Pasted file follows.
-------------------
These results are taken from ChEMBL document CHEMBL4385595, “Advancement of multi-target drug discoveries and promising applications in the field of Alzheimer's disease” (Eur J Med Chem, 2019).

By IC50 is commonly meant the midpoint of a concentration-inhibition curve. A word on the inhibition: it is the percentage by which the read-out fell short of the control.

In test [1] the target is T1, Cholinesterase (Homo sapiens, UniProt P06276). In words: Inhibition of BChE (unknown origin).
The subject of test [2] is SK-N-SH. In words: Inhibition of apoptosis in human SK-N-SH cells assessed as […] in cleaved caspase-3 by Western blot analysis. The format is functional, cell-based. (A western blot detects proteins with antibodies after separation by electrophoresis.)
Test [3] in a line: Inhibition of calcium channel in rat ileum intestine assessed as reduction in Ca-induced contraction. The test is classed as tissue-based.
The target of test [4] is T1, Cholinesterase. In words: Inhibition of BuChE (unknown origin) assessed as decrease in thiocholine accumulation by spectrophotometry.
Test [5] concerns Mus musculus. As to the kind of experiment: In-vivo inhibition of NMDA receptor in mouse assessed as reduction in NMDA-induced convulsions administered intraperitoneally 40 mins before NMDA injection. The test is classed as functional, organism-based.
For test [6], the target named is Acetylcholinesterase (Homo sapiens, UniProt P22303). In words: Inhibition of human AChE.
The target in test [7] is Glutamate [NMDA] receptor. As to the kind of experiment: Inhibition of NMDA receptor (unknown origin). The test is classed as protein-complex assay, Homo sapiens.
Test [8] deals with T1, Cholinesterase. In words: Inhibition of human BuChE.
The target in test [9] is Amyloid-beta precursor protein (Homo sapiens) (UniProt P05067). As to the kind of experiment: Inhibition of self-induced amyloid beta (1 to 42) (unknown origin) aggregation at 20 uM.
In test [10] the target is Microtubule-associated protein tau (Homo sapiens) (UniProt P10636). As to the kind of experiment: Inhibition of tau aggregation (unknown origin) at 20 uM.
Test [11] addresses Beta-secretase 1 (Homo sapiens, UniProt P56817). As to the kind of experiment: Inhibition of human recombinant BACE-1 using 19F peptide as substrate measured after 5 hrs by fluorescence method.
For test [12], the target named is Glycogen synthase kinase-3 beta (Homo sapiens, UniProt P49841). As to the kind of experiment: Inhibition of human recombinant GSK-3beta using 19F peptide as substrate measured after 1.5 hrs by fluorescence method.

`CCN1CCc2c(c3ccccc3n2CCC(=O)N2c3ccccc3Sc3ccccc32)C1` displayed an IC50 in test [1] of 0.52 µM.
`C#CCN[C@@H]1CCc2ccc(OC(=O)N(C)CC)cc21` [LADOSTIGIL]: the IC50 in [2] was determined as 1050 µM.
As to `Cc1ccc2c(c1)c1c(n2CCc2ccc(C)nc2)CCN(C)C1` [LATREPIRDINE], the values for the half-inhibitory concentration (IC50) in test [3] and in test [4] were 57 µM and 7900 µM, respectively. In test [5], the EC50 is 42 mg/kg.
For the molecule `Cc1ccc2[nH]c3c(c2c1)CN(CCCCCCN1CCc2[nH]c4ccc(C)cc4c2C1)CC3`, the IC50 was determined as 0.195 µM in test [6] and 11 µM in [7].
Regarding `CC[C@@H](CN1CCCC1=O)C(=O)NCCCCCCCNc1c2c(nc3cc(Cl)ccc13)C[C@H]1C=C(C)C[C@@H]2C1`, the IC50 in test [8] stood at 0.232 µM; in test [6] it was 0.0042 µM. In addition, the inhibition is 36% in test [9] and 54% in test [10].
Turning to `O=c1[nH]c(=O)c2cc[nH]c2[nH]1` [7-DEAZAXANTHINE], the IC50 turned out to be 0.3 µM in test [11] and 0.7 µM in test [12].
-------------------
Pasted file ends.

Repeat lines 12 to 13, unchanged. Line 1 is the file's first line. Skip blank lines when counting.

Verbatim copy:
In test [10] the target is Microtubule-associated protein tau (Homo sapiens) (UniProt P10636). As to the kind of experiment: Inhibition of tau aggregation (unknown origin) at 20 uM.
Test [11] addresses Beta-secretase 1 (Homo sapiens, UniProt P56817). As to the kind of experiment: Inhibition of human recombinant BACE-1 using 19F peptide as substrate measured after 5 hrs by fluorescence method.